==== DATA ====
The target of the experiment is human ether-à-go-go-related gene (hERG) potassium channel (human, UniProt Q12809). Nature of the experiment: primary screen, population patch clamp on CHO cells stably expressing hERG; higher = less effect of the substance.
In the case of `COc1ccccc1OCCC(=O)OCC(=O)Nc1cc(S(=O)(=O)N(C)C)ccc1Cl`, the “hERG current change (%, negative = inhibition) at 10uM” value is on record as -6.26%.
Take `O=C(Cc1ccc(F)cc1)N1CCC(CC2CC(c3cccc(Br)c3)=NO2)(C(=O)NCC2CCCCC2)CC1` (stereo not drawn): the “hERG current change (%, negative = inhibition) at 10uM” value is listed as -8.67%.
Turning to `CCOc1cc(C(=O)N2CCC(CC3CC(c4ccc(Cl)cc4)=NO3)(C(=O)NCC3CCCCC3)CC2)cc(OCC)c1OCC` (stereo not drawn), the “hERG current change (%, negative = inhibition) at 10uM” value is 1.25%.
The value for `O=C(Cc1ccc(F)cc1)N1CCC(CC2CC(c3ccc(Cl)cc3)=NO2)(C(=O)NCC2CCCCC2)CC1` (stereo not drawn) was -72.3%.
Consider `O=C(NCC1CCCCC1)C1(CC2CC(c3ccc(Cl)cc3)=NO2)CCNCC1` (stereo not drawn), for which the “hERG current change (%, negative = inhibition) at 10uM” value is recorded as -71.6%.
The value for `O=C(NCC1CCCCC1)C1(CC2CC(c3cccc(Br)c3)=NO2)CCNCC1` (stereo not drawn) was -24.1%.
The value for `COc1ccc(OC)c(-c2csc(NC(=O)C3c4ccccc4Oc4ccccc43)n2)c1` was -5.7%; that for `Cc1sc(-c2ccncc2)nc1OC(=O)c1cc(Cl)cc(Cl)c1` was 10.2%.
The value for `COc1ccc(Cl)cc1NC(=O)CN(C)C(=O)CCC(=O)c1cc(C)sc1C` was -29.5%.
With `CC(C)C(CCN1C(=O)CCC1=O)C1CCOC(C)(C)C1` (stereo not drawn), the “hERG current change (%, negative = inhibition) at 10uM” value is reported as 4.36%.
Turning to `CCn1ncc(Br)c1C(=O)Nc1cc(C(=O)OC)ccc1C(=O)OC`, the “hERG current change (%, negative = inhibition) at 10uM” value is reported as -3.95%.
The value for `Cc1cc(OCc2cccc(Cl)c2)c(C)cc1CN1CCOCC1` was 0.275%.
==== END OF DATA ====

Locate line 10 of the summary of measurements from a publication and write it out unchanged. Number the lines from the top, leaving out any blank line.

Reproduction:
With `CC(C)C(CCN1C(=O)CCC1=O)C1CCOC(C)(C)C1` (stereo not drawn), the “hERG current change (%, negative = inhibition) at 10uM” value is reported as 4.36%.